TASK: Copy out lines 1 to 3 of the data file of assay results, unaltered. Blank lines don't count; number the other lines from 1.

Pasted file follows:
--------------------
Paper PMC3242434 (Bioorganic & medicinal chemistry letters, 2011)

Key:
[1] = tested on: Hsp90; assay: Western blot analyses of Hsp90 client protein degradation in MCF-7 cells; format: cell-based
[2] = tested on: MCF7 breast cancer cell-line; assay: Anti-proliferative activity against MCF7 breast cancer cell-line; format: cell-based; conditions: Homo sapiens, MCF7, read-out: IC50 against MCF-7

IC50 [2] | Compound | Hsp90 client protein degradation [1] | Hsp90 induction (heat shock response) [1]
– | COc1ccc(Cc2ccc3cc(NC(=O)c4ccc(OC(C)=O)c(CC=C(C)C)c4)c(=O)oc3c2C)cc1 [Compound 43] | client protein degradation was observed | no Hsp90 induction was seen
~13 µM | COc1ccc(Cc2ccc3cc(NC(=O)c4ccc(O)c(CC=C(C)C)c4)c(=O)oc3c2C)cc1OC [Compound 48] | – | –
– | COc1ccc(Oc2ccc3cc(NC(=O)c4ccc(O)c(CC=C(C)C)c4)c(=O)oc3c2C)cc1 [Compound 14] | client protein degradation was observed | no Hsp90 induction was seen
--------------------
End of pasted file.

Paper PMC3242434 (Bioorganic & medicinal chemistry letters, 2011)

Key:
[1] = tested on: Hsp90; assay: Western blot analyses of Hsp90 client protein degradation in MCF-7 cells; format: cell-based